The suit, brought on behalf of a student and his father, who are atheists, stems from a rally this year at New Heights Middle School that featured a Christian rapper and a youth evangelist.
It alleged the district “has a longstanding custom, policy and practice of coercing and encouraging religious activities, as well as conveying religious messages throughout district schools.”
The district, the school board, local Superintendent John Williams and New Middle Principal Larry Stinson are named as defendants.
The suit asks the court to block the defendants from “proselytizing during class and school-sponsored events,” from urging students to participate in religious events and from “otherwise unconstitutionally endorsing religion.”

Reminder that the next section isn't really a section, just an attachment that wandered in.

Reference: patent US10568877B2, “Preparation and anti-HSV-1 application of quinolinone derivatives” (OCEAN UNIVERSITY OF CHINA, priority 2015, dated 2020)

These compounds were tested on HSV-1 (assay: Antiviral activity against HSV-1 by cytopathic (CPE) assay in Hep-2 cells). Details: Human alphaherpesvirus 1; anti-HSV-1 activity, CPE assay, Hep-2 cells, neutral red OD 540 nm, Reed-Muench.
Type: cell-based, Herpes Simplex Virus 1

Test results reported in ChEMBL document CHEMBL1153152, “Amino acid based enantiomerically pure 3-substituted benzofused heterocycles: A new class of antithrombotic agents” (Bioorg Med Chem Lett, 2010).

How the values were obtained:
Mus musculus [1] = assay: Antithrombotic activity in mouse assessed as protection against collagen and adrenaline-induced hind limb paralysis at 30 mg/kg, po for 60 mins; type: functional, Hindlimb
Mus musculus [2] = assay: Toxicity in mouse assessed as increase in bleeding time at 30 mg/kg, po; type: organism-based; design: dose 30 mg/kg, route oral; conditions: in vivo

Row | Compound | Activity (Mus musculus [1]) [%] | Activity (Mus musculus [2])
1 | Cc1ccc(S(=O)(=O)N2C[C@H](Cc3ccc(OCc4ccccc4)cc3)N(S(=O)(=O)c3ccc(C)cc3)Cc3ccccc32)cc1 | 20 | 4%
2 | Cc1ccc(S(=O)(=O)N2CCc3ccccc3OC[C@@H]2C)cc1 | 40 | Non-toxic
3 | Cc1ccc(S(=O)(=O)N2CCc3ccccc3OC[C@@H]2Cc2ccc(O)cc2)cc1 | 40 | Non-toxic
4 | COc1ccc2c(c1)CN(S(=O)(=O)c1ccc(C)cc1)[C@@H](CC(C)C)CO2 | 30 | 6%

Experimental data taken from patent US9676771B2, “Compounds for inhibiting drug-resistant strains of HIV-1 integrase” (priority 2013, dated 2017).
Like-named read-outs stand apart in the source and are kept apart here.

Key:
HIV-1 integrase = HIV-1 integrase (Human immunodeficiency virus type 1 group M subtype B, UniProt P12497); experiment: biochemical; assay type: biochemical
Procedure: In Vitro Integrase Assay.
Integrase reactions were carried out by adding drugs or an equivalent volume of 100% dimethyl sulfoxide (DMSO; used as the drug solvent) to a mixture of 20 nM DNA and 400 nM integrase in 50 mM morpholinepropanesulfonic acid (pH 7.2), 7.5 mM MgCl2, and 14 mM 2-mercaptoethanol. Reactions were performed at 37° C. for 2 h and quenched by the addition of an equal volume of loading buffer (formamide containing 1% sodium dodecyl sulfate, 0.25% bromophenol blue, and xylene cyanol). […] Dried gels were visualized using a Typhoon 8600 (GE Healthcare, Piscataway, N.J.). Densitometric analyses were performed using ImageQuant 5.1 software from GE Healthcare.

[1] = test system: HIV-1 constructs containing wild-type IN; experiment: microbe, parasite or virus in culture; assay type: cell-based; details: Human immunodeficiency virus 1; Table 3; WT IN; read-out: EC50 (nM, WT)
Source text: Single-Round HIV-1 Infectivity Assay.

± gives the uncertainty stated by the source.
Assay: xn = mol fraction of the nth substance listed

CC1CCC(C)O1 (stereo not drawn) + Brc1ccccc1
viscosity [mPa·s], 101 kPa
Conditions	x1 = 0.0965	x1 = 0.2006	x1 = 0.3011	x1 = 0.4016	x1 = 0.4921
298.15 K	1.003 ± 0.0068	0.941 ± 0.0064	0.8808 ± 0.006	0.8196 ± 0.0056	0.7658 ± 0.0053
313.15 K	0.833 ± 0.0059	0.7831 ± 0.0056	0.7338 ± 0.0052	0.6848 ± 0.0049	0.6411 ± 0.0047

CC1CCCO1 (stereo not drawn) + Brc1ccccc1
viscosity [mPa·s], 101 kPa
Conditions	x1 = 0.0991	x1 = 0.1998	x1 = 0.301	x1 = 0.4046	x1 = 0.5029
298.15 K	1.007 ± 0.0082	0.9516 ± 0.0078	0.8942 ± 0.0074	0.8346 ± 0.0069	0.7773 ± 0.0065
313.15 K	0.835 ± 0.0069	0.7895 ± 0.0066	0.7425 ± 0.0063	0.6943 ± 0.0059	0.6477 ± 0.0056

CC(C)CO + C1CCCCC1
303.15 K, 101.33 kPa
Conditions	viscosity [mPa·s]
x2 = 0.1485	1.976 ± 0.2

District spokesman Ken Buck said school officials were not aware of the suit.
The suit was filed on behalf of Jonathan Anderson and his son, a student at New Heights Middle. According to the lawsuit, the boy had a choice of attending the rally or reporting to the in-school suspension room. The boy “felt pressured to attend” because being sent to the suspension room “was basically intended to punish them for refusing to go to the religious event.” Students would have to sit silently and do work that students attending the rally would not have to do, the suit claimed.
On his way to the concert, the student’s teacher said: “Isn’t this going to be fun?” When the student said he was an atheist, he was told by the teacher: “I wouldn’t brag about that,” the lawsuit said.
It adds that the boy was was given religious tracts from volunteers and teachers on his way out of the assembly.